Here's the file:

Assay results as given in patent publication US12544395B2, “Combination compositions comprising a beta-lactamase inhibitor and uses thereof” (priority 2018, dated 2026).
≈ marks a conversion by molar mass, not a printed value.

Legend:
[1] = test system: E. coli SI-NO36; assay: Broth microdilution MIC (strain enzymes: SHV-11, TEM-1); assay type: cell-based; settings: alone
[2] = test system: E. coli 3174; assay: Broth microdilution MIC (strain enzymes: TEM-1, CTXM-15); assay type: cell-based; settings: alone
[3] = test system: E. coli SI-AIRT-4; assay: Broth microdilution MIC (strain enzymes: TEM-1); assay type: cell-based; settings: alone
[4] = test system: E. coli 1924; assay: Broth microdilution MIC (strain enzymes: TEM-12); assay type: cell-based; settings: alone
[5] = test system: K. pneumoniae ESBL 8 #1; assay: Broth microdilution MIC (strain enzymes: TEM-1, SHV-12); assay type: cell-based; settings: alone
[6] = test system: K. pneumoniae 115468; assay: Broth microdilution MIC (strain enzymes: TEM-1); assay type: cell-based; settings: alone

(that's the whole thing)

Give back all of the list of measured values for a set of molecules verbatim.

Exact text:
Assay results as given in patent publication US12544395B2, “Combination compositions comprising a beta-lactamase inhibitor and uses thereof” (priority 2018, dated 2026).
≈ marks a conversion by molar mass, not a printed value.

Legend:
[1] = test system: E. coli SI-NO36; assay: Broth microdilution MIC (strain enzymes: SHV-11, TEM-1); assay type: cell-based; settings: alone
[2] = test system: E. coli 3174; assay: Broth microdilution MIC (strain enzymes: TEM-1, CTXM-15); assay type: cell-based; settings: alone
[3] = test system: E. coli SI-AIRT-4; assay: Broth microdilution MIC (strain enzymes: TEM-1); assay type: cell-based; settings: alone
[4] = test system: E. coli 1924; assay: Broth microdilution MIC (strain enzymes: TEM-12); assay type: cell-based; settings: alone
[5] = test system: K. pneumoniae ESBL 8 #1; assay: Broth microdilution MIC (strain enzymes: TEM-1, SHV-12); assay type: cell-based; settings: alone
[6] = test system: K. pneumoniae 115468; assay: Broth microdilution MIC (strain enzymes: TEM-1); assay type: cell-based; settings: alone